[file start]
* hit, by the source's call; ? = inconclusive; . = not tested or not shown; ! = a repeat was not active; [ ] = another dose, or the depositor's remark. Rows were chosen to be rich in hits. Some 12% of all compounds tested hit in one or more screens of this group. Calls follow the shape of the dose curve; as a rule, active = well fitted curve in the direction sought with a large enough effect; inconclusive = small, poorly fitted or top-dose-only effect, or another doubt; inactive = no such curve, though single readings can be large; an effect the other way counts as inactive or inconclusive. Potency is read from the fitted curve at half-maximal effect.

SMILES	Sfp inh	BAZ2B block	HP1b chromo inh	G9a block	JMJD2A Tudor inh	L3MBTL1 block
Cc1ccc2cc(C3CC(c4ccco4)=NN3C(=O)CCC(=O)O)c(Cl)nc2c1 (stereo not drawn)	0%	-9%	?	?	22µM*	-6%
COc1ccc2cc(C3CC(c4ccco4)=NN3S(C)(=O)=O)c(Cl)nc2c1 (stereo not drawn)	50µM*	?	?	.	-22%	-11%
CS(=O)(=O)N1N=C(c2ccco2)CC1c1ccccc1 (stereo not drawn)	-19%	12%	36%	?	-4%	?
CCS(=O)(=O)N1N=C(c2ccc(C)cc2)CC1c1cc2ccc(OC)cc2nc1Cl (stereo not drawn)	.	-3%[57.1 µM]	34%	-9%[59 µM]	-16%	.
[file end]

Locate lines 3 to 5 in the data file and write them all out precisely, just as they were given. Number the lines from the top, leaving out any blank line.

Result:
Cc1ccc2cc(C3CC(c4ccco4)=NN3C(=O)CCC(=O)O)c(Cl)nc2c1 (stereo not drawn)	0%	-9%	?	?	22µM*	-6%
COc1ccc2cc(C3CC(c4ccco4)=NN3S(C)(=O)=O)c(Cl)nc2c1 (stereo not drawn)	50µM*	?	?	.	-22%	-11%
CS(=O)(=O)N1N=C(c2ccco2)CC1c1ccccc1 (stereo not drawn)	-19%	12%	36%	?	-4%	?